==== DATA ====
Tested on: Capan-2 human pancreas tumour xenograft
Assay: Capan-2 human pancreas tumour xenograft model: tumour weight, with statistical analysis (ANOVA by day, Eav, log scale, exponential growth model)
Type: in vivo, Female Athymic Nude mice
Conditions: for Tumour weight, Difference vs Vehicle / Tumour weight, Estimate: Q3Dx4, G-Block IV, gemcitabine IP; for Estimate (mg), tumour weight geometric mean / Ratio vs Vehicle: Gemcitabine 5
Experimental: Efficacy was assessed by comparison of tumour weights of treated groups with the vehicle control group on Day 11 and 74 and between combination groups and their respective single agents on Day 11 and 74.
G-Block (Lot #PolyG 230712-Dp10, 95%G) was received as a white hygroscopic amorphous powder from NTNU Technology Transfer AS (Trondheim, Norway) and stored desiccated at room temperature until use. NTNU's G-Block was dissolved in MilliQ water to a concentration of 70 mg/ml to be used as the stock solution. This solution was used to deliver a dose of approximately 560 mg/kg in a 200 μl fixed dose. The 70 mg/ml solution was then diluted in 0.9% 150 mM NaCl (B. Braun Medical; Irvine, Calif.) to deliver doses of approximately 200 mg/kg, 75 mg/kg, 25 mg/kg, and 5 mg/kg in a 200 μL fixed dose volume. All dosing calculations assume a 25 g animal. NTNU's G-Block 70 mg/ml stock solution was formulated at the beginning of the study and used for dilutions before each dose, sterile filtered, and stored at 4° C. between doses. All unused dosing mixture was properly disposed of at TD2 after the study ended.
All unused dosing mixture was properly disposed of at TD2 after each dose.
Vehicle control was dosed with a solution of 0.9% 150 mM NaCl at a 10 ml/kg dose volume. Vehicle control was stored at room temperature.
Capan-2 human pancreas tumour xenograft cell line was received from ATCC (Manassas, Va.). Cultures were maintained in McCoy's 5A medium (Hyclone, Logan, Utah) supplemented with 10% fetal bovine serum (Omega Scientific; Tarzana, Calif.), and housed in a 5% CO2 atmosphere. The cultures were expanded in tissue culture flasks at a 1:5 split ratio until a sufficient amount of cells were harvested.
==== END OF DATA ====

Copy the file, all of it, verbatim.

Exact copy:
Tested on: Capan-2 human pancreas tumour xenograft
Assay: Capan-2 human pancreas tumour xenograft model: tumour weight, with statistical analysis (ANOVA by day, Eav, log scale, exponential growth model)
Type: in vivo, Female Athymic Nude mice
Conditions: for Tumour weight, Difference vs Vehicle / Tumour weight, Estimate: Q3Dx4, G-Block IV, gemcitabine IP; for Estimate (mg), tumour weight geometric mean / Ratio vs Vehicle: Gemcitabine 5
Experimental: Efficacy was assessed by comparison of tumour weights of treated groups with the vehicle control group on Day 11 and 74 and between combination groups and their respective single agents on Day 11 and 74.
G-Block (Lot #PolyG 230712-Dp10, 95%G) was received as a white hygroscopic amorphous powder from NTNU Technology Transfer AS (Trondheim, Norway) and stored desiccated at room temperature until use. NTNU's G-Block was dissolved in MilliQ water to a concentration of 70 mg/ml to be used as the stock solution. This solution was used to deliver a dose of approximately 560 mg/kg in a 200 μl fixed dose. The 70 mg/ml solution was then diluted in 0.9% 150 mM NaCl (B. Braun Medical; Irvine, Calif.) to deliver doses of approximately 200 mg/kg, 75 mg/kg, 25 mg/kg, and 5 mg/kg in a 200 μL fixed dose volume. All dosing calculations assume a 25 g animal. NTNU's G-Block 70 mg/ml stock solution was formulated at the beginning of the study and used for dilutions before each dose, sterile filtered, and stored at 4° C. between doses. All unused dosing mixture was properly disposed of at TD2 after the study ended.
All unused dosing mixture was properly disposed of at TD2 after each dose.
Vehicle control was dosed with a solution of 0.9% 150 mM NaCl at a 10 ml/kg dose volume. Vehicle control was stored at room temperature.
Capan-2 human pancreas tumour xenograft cell line was received from ATCC (Manassas, Va.). Cultures were maintained in McCoy's 5A medium (Hyclone, Logan, Utah) supplemented with 10% fetal bovine serum (Omega Scientific; Tarzana, Calif.), and housed in a 5% CO2 atmosphere. The cultures were expanded in tissue culture flasks at a 1:5 split ratio until a sufficient amount of cells were harvested.